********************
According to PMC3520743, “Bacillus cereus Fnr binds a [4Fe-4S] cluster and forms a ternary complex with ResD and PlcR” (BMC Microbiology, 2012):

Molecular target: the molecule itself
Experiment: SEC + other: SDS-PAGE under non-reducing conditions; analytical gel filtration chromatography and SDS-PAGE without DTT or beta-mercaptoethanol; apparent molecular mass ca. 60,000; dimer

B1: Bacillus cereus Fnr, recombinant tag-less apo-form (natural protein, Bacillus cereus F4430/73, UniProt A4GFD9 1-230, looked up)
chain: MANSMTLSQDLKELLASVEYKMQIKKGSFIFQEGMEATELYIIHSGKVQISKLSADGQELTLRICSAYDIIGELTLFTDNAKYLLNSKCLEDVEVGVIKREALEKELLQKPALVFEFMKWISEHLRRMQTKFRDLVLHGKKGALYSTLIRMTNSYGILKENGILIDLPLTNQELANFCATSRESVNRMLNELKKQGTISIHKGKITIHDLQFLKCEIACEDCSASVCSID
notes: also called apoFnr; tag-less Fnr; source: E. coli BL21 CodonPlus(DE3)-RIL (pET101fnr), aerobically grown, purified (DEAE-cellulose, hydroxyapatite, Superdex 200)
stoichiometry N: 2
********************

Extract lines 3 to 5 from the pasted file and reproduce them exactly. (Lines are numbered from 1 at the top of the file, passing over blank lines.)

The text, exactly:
Experiment: SEC + other: SDS-PAGE under non-reducing conditions; analytical gel filtration chromatography and SDS-PAGE without DTT or beta-mercaptoethanol; apparent molecular mass ca. 60,000; dimer

B1: Bacillus cereus Fnr, recombinant tag-less apo-form (natural protein, Bacillus cereus F4430/73, UniProt A4GFD9 1-230, looked up)
chain: MANSMTLSQDLKELLASVEYKMQIKKGSFIFQEGMEATELYIIHSGKVQISKLSADGQELTLRICSAYDIIGELTLFTDNAKYLLNSKCLEDVEVGVIKREALEKELLQKPALVFEFMKWISEHLRRMQTKFRDLVLHGKKGALYSTLIRMTNSYGILKENGILIDLPLTNQELANFCATSRESVNRMLNELKKQGTISIHKGKITIHDLQFLKCEIACEDCSASVCSID